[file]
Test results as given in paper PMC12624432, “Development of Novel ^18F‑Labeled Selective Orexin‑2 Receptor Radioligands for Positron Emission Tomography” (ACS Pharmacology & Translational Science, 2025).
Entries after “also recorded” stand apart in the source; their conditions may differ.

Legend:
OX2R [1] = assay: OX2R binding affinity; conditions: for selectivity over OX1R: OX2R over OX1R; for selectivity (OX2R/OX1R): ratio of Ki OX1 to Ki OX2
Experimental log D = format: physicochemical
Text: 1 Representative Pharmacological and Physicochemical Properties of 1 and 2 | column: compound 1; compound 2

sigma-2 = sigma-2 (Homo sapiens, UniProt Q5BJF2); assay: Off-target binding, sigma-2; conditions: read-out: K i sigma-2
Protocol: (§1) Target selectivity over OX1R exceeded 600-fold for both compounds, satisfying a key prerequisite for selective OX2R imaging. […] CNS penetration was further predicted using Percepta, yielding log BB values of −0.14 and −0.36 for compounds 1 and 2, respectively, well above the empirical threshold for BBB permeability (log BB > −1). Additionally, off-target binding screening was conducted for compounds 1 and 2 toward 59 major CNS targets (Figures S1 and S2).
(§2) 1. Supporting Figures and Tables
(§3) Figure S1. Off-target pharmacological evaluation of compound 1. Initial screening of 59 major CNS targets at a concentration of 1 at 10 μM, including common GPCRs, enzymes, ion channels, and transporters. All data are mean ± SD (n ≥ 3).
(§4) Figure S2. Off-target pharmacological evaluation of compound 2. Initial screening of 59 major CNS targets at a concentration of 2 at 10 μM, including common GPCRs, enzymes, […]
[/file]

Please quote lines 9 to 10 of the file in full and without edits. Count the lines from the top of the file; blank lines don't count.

(§2) 1. Supporting Figures and Tables
(§3) Figure S1. Off-target pharmacological evaluation of compound 1. Initial screening of 59 major CNS targets at a concentration of 1 at 10 μM, including common GPCRs, enzymes, ion channels, and transporters. All data are mean ± SD (n ≥ 3).